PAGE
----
After battling it out in the present and then heading back to the Cold War era, it felt like a bit of a misstep for Call of Duty
to take things all the way back to World War II – at least on paper. Yet Sledgehammer Games
’ latest crack at the long-running franchise, Call of Duty: Vanguard
, is the developer’s best.
With a campaign that packs some of the best CoD moments in years and a multiplayer suite that reworks rather than reinvents, Vanguard feels like a step in the right direction. For both the studio at the helm and the series as an FPS stalwart. It’s a shame then that the Zombies mode is as barebones as it comes. More on that later.
Vanguard’s campaign is a great ride, but it’s one that’s as short and sweet as they come. Packed to the brim with blockbuster action sequences and a couple of well-crafted stealth-directed missions, the campaign focuses on four specialists and their mission to track down Project Phoenix – a Nazi program that could potentially swing the pendulum back in the Axis’ favour.
With a campaign that packs some of the best CoD moments in years and a multiplayer suite that reworks rather than reinvents, Vanguard feels like a step in the right direction.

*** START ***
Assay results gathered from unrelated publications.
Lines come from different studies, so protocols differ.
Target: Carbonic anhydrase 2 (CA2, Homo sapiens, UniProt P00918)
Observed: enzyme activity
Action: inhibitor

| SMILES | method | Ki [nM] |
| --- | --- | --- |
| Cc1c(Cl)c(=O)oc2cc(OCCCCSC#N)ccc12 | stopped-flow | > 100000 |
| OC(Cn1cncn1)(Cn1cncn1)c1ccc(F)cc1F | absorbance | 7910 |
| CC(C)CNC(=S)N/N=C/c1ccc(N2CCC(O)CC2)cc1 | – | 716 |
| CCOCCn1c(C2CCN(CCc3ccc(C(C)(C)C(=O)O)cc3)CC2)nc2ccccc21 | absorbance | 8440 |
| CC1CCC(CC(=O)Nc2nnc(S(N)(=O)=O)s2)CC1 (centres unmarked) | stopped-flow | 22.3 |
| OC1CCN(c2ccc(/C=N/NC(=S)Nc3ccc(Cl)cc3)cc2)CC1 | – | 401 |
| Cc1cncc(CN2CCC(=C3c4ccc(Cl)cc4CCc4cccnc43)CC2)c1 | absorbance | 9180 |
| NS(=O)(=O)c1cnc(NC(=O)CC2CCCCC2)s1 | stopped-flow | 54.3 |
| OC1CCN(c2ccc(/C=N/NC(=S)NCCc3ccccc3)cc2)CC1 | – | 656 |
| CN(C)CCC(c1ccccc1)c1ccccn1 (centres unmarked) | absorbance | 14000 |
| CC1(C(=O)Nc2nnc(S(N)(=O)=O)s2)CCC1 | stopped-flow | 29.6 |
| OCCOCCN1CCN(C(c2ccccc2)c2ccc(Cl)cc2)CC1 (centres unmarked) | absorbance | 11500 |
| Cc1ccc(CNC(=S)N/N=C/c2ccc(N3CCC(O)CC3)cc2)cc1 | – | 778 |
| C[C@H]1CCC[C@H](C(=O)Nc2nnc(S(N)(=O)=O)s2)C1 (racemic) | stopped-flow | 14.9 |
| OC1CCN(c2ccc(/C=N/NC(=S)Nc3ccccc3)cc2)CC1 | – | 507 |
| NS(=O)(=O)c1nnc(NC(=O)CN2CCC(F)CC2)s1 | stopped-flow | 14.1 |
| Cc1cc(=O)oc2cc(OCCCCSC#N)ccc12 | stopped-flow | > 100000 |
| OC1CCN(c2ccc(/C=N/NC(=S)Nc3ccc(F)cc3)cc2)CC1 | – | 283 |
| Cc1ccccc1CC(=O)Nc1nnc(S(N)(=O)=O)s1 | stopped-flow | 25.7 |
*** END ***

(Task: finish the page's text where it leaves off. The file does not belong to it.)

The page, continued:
Capping in at around five hours, you play through two missions as each specialist. Each has their own background that contributed to their selection for the top secret operation, with the campaign taking you through a range of battles fought throughout World War II in the eyes of these characters.
Battles span across the Pacific theatre in the Battle of Midway to the deserted streets of Stalingrad, and the mission variety is as diverse as the locales. Sledgehammer has done a fine job in carving out interesting backstories for each of the specialists you play as throughout the campaign, too, and I liked how even if the focus was what you’d call classic Call of Duty shoot-all-the-bad-guys-and-move-on action, it all clicked.
Each specialist’s ability changes up the gameplay enough for it not to feel too stale. Polina Patrova, inspired by the real-life Lady Death, Lyudmila Pavlichenko, has nimble movement and can duck and weave quickly under tables and grates, for instance. Lucas Riggs, on the other hand, is an Aussie demolition expert and can see the trajectory of equipment throws while being able to carry up to four types of lethal equipment at once.
Each mission is designed around championing these special abilities, and I genuinely liked how they spiced up the sort of general gunplay we’ve seen across previous Call of Duty campaigns.